Prevalence and factors associated with dysnatremia among patients presenting with head injury to the Accident and Emergency Unit, Mulago Hospital
Lubulwa, Frances Clare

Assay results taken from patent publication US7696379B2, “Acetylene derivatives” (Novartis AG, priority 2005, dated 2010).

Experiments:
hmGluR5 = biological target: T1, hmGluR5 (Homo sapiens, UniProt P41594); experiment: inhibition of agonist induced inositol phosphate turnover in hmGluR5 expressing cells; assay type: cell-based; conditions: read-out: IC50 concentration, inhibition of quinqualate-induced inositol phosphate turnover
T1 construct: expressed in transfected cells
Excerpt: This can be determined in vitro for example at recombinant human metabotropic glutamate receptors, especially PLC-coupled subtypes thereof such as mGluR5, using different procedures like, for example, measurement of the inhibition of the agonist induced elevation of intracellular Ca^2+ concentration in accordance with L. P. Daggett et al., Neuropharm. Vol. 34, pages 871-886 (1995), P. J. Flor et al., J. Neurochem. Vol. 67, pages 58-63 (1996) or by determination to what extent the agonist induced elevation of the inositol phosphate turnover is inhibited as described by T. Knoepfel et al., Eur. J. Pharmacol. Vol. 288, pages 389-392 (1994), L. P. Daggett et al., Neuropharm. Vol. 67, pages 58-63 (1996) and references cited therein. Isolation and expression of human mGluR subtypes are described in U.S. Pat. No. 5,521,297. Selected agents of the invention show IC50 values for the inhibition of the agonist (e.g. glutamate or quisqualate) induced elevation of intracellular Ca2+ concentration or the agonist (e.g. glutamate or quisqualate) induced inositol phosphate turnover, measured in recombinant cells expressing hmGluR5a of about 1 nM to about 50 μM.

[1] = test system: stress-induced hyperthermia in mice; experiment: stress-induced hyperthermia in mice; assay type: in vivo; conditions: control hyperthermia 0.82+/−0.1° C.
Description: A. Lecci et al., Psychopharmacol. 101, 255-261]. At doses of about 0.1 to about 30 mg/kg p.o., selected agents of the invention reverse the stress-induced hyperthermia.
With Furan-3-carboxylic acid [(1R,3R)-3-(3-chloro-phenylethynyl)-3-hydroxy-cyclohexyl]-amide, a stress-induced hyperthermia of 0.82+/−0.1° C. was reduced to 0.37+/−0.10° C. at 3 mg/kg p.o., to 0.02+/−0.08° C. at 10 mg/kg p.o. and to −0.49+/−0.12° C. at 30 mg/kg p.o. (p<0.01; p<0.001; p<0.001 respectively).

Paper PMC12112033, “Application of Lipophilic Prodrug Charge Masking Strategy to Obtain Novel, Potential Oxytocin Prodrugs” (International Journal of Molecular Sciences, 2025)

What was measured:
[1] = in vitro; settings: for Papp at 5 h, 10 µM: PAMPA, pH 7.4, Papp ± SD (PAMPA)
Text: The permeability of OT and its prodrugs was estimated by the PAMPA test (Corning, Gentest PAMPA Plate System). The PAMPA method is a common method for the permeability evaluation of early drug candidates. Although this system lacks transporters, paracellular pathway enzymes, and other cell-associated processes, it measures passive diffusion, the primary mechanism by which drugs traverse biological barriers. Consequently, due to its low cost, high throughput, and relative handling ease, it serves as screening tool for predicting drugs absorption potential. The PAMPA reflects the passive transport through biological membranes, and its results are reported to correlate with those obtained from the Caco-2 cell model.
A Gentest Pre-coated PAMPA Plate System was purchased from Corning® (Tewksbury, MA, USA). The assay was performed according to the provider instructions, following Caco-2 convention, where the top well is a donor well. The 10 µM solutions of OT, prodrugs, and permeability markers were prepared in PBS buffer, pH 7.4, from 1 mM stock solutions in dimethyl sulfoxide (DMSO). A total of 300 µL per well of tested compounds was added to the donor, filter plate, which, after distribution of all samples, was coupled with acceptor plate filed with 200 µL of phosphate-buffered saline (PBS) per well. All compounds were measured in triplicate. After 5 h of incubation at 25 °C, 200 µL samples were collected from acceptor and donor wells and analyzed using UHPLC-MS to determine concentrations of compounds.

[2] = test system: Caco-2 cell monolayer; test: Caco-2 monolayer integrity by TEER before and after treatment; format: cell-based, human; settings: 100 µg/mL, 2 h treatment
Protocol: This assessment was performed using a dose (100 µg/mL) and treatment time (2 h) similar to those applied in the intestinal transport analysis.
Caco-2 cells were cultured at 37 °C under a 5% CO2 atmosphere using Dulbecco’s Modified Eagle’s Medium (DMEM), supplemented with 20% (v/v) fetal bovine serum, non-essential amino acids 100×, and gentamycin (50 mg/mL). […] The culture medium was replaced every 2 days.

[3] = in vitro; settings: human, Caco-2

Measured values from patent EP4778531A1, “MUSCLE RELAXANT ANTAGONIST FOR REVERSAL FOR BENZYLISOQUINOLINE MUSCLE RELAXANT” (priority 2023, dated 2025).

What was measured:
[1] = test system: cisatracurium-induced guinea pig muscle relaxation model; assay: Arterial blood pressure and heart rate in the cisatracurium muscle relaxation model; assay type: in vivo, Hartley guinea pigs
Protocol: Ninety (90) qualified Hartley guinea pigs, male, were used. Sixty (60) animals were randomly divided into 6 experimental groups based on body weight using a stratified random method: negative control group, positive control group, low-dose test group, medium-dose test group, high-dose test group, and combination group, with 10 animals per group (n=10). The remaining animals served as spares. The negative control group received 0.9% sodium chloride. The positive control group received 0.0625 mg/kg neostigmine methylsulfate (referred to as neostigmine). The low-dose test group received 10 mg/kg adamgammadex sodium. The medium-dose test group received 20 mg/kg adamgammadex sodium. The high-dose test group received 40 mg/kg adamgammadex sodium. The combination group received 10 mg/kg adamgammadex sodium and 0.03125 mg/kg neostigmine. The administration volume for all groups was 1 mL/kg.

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Background: Abnormal serum sodium levels also known as dysnatremia can occur after head injury. This is due to the impairment of the normal homeostasis of the body with resultant alteration in the sodium regulation. The Accident and Emergency Unit at Mulago hospital receives an average of twenty patients per week with head injury. On arrival, proper preparation of these patients and baseline investigations such as electrolyte levels especially sodium are hardly done. If such a patient has undiagnosed dysnatremia, and is exposed to some of the anesthetic drugs or rapidly infused with intravenous fluids while undergoing emergency surgery in the casualty theatre, it may lead to various complications such as a further increase in intracranial pressure or seizures postoperatively. This gradually leads to poor outcomes when they are on the wards, due to lack of surveillance depending on overcrowding or a shortage of the medical personnel. The study looked at the prevalence and factors associated with dysnatremia among patients presenting with head injury at Mulago hospital’s Accident and Emergency unit, which is not known. Methodology: A descriptive cross sectional study was conducted in the Accident and Emergency Unit at Mulago National Referral and Teaching Hospital. A total of 227 patients presenting with head injury, during the study period, of nine months were recruited. Permission to waiver off consent for the unconscious or confused patients was sought and granted by Executive Director Mulago Hospital Complex and Makerere University research and ethics committee. The data obtained was then compiled, coded, cleaned in excel and analyzed using STATA and the Statistical Package for Social Scientists computer software. Results: Among the 227 head injury patients who were recruited in the study, the prevalence of dysnatremia was 26 (11.5%). Those presenting with hypernatremia were 16 (7.10%) while those with hypornatremia were 10(4.40%). The factors which were found to be associated with dysnatremia were the presence of seizure activity with a p-value of 0.001, odds ratio of 1.78 (C/I) and age with a p-value of 0.003.Hyponatremia was more prevalent in age groups less than 16 years and over 35 years and hypernatremia in the age group of 26 to 35 years of age. Conclusion: The study showed that more patients in the study group that presented at the Accident and Emergency Unit had hypernatremia. A high index of suspicion that the head injury patient could have dysnatremia on admission was the presence of seizure activity. Recommendations: Before patients are taken to the casualty theatre for anesthesia and surgery or transferred to the wards or Intensive Care Unit, they should have their baseline electrolytes done together with other necessary tests.